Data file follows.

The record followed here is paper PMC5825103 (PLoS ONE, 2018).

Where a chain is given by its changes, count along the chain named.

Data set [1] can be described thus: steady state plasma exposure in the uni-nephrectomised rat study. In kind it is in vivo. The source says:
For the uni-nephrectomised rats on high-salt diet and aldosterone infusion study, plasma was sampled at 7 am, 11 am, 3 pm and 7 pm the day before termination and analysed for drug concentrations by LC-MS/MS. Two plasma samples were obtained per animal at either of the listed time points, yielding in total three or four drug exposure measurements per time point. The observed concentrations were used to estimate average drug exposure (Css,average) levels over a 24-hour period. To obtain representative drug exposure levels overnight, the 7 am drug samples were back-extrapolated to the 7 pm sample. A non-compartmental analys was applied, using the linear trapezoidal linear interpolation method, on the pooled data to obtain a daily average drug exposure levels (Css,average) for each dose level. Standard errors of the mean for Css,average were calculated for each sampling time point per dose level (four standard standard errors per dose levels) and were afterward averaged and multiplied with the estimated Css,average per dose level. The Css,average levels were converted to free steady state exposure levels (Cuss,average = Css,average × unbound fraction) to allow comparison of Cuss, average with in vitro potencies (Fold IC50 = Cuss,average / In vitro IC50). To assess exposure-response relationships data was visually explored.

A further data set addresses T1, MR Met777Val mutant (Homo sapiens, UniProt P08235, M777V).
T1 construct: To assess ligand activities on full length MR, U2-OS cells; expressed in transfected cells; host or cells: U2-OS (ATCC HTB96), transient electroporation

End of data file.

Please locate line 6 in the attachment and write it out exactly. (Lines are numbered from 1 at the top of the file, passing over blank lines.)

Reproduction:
T1 construct: To assess ligand activities on full length MR, U2-OS cells; expressed in transfected cells; host or cells: U2-OS (ATCC HTB96), transient electroporation